Is reality undergoing constant change or is change an illusion? Heraclitus, Parmenides and Zeno were pre-socratic early Greek philosophers (before Socrates), living and philosophizing around 500 B.C. These philosophers had very different ideas about metaphysics – the branch of philosophy concerned with the fundamental nature of us and our world.
Heraclitus insisted that reality is flux and change – that without change the universe would not exist. Parmenides and Zeno, on the other hand, believed that there was no such thing as change – that everything is permanent.
Heraclitus used analogies of rivers and fire. He says, “You cannot step twice into the same river; for fresh waters are ever flowing in upon you” (fr. 41).
Similarly fire has a flame which ‘continues steadily and appears to be the same, yet it passes constantly into smoke, and the flame which takes its place must be fed repeatedly by new fuel. Thus fire seems to be a thing, but it is eternally undergoing change. The principle of all change is the law of opposites or of strife (fr. 62); everything tends to become its contrary and in this way change is produced.’ p.6.
Plato attributes the view that “nothing really is, but all things are becoming” and that “all things flow and nothing stands still” to Heraclitus. p.8. The paradox of this idea is that the law of change cannot change…
Parmenides proposed that ‘we can never say of anything that it becomes; for it would have to come from nothing, and this is impossible. If anything is, it is now, all at once.’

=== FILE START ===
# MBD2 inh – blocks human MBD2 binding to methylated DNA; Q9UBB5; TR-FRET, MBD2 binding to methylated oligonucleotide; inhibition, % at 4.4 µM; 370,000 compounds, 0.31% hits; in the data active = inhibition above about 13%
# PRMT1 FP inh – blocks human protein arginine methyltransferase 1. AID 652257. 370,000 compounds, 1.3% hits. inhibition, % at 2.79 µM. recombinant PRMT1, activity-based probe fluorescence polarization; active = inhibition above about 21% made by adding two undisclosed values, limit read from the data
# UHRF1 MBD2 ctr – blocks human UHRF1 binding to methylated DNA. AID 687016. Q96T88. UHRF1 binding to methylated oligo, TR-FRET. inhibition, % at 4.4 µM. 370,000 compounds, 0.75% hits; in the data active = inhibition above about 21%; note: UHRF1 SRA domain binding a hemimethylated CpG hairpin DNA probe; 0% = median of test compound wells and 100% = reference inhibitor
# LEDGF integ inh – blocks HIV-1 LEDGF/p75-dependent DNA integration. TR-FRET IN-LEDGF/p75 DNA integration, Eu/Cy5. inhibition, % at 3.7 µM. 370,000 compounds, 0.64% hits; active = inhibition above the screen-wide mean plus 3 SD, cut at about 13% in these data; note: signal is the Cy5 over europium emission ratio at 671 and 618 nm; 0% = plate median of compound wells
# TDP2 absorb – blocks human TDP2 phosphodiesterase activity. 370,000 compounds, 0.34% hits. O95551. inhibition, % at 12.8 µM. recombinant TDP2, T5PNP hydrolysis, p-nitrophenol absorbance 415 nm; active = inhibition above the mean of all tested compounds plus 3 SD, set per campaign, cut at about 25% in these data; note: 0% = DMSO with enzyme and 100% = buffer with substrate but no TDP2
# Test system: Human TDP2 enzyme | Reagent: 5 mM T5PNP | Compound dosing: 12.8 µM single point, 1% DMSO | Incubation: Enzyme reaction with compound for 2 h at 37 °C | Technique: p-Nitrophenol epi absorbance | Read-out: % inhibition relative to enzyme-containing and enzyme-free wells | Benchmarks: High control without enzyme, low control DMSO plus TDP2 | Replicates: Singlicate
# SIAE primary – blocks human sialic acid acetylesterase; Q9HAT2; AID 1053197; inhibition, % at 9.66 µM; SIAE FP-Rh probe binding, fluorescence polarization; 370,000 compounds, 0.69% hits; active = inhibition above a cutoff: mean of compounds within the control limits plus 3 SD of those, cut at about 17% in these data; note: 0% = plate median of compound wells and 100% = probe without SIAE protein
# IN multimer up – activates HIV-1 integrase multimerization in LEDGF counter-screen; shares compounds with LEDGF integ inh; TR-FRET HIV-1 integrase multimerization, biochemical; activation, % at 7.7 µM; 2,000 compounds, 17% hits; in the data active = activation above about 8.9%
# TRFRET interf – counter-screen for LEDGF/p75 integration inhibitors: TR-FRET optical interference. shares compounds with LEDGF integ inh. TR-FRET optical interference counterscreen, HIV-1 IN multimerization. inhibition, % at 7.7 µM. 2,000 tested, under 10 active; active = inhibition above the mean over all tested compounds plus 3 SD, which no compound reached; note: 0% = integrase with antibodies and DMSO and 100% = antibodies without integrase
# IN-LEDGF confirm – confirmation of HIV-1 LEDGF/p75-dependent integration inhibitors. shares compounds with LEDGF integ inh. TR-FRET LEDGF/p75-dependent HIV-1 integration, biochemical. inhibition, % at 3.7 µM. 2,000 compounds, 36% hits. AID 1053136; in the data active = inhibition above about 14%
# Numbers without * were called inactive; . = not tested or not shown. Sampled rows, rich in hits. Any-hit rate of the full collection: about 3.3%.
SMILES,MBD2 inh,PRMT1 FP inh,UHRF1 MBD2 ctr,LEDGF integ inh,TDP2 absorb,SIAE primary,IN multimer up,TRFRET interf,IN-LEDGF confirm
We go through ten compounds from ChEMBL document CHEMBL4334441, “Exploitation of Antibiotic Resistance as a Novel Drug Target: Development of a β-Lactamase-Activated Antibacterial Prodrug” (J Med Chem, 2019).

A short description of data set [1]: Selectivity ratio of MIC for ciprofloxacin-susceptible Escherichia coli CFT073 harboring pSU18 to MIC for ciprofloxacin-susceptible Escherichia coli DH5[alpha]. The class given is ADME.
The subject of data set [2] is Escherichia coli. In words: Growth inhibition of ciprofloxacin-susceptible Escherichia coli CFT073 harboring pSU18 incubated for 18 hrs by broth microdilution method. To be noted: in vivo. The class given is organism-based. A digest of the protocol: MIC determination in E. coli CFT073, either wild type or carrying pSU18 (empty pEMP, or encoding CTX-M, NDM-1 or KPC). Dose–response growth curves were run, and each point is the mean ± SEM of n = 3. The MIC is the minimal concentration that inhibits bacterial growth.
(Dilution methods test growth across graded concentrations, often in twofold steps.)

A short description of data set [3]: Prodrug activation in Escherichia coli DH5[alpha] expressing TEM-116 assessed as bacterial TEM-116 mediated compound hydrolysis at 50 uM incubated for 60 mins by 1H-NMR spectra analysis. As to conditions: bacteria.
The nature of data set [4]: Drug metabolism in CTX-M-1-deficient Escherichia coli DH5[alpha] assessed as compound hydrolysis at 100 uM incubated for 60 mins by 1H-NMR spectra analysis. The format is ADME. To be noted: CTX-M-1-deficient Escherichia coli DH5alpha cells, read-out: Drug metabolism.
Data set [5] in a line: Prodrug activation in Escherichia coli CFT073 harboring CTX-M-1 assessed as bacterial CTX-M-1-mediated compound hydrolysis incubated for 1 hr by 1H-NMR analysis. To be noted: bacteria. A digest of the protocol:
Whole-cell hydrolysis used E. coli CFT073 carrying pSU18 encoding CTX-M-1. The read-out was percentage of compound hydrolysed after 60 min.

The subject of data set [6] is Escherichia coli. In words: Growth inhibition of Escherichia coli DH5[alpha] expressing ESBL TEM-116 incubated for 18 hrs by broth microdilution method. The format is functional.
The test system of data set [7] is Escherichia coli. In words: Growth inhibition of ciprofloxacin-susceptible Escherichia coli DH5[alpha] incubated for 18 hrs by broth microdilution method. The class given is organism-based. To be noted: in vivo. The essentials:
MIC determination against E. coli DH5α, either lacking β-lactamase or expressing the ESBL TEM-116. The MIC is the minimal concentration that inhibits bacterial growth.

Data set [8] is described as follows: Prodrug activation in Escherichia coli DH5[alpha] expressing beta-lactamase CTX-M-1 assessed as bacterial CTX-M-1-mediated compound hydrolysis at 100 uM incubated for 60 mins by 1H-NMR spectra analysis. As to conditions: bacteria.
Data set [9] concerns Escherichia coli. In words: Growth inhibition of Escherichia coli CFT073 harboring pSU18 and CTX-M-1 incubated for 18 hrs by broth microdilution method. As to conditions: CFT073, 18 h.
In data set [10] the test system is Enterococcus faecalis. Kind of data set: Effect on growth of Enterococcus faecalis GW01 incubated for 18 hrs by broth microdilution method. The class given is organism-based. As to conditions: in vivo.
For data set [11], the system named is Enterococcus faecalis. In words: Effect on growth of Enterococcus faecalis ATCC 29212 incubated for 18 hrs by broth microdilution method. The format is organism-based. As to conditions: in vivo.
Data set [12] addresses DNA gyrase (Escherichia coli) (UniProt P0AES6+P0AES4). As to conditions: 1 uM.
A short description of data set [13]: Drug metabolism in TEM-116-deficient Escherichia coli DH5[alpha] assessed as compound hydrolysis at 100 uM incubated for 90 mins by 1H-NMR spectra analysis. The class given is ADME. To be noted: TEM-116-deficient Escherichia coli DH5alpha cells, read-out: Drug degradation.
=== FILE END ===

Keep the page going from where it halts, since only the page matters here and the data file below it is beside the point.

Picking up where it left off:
Zeno’s ‘paradoxes of motion’ drew the same conclusion, stating that ‘there are an infinite number of points in any given space, and you cannot touch an infinite number one by one in a finite time.’ Hence movement was an appearance because logic proves one cannot move. Diogenes the Cynic rose to his feet and walked away, as the best way to refute Zeno was to move.
Check out this Three Minute Philosophy:
In sum, Heraclitus had established all is change and Parmenides and Zeno that nothing changes.
What do YOU think? Is the world in a constant state of change, or is time and change actually an illusion?
What do I think? I think the answer to this question depends on the location from which you view: from the perspective of the individual inside, or imagining you are observing from a perspective that lies outside the whole. Whether you see things as static or moving, in a state of permanency or change, depends purely on this location. From a location within the construct, in my position on this planet as it circumnavigates the sun, it seems to me that the only thing permanent for life on earth is change. The natural cycles of our planet seem to be the source of our mental construction of time. And time, appears (illusion or not) to be the skeleton of the reality faced by life-on-earth. So as long as we are viewing the world from our planet, hence within the construct of time, everything will appear to always be in a constant stage of change – everything is a process, not an entity.
J. T. Fraser, The Voices of Time: A Cooperative Survey of Man’s Views of Time as Expressed by the Sciences and by the Humanities (London,: Penguin P., 1968). pp. 8-10.
I took this of a massive bonfire on a weekend down the coast at a friend’s uncle’s country home. It was so awesome.